The next morning, Sister Jeanne Marie met me downstairs for a long discussion about my “conversion”. She was so sweet and excited I could hardly stand it. I tried to do what I could to soften my earlier statement and to say that I was “questioning”, but it was useless. I felt terrible (even protestant-raised agnostics generally try not to lie to nuns), but at this point it was impossible to stop.

It was going to take every bit of my 10th grade AP European History knowledge to get me through this one. Dates and names started flying out of my mouth as we discussed the schism, bible translations, and the traditions of the catholic church. She asked me if I had begun to pray the rosary, if I had been to confession, if I prayed with the saints. Trying to translate what mediocre knowledge I have into French and making it sound like I had actually been personally researching the topic was terrifying. I was winging the interview of my life, and it was very nearly disastrous.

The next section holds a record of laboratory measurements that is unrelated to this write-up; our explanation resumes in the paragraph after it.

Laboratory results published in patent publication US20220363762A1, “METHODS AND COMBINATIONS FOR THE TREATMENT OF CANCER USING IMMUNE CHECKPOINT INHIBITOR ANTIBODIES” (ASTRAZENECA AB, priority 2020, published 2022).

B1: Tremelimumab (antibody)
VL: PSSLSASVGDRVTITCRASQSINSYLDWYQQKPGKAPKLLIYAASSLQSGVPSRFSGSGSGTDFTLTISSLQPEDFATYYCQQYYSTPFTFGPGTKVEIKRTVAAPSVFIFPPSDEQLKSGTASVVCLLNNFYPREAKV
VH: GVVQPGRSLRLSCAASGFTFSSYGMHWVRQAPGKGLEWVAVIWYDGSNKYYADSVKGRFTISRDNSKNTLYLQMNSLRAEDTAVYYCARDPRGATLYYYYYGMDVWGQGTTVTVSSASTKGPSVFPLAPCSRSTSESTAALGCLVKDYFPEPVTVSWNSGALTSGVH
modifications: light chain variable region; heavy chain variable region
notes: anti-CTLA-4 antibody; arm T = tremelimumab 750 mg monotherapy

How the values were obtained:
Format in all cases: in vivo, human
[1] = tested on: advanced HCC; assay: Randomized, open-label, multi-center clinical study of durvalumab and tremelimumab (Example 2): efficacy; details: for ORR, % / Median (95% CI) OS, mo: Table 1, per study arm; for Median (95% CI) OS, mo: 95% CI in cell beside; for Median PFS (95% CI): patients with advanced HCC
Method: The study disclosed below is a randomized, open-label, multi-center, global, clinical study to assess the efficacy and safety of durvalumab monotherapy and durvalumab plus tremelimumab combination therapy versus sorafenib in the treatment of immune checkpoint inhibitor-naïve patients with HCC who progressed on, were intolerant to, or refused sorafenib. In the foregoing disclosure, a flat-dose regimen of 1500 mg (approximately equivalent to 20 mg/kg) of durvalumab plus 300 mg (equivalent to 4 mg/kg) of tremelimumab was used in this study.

I was super pumped when she asked me what I thought of the Virgin Mary, but apparently saying “I love her! What a fascinating icon of women’s strength and the inner goddess within a patriarchal society!” was not the proper response. Naming Joan of Arc, who is basically the definition of aggressive feminism, as an on-the-spot potential confirmation saint, didn’t seem to win me any points, either, but I was in survival mode and literally naming any saints I could think of by then. I vaguely recall quoting Latin excerpts from choral pieces at one point. The B.S. got that real.